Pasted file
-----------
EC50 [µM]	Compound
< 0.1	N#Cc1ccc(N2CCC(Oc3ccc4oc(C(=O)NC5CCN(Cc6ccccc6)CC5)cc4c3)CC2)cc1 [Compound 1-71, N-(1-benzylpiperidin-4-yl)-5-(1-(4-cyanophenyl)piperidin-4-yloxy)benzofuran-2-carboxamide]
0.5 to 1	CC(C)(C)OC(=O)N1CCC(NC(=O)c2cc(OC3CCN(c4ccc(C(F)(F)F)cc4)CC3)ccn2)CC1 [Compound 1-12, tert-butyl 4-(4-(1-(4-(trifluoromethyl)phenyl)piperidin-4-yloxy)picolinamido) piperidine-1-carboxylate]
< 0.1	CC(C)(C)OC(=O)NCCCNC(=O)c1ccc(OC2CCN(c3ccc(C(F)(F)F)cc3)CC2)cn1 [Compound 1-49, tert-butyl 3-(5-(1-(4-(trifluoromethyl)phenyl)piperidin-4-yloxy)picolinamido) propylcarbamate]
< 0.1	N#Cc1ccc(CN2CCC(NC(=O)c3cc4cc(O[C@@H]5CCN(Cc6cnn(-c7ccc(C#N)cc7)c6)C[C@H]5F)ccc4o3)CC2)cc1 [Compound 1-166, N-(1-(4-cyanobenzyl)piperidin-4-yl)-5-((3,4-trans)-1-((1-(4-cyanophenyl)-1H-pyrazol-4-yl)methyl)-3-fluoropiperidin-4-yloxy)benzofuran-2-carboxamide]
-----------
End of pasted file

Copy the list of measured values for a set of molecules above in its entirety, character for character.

EC50 [µM]	Compound
< 0.1	N#Cc1ccc(N2CCC(Oc3ccc4oc(C(=O)NC5CCN(Cc6ccccc6)CC5)cc4c3)CC2)cc1 [Compound 1-71, N-(1-benzylpiperidin-4-yl)-5-(1-(4-cyanophenyl)piperidin-4-yloxy)benzofuran-2-carboxamide]
0.5 to 1	CC(C)(C)OC(=O)N1CCC(NC(=O)c2cc(OC3CCN(c4ccc(C(F)(F)F)cc4)CC3)ccn2)CC1 [Compound 1-12, tert-butyl 4-(4-(1-(4-(trifluoromethyl)phenyl)piperidin-4-yloxy)picolinamido) piperidine-1-carboxylate]
< 0.1	CC(C)(C)OC(=O)NCCCNC(=O)c1ccc(OC2CCN(c3ccc(C(F)(F)F)cc3)CC2)cn1 [Compound 1-49, tert-butyl 3-(5-(1-(4-(trifluoromethyl)phenyl)piperidin-4-yloxy)picolinamido) propylcarbamate]
< 0.1	N#Cc1ccc(CN2CCC(NC(=O)c3cc4cc(O[C@@H]5CCN(Cc6cnn(-c7ccc(C#N)cc7)c6)C[C@H]5F)ccc4o3)CC2)cc1 [Compound 1-166, N-(1-(4-cyanobenzyl)piperidin-4-yl)-5-((3,4-trans)-1-((1-(4-cyanophenyl)-1H-pyrazol-4-yl)methyl)-3-fluoropiperidin-4-yloxy)benzofuran-2-carboxamide]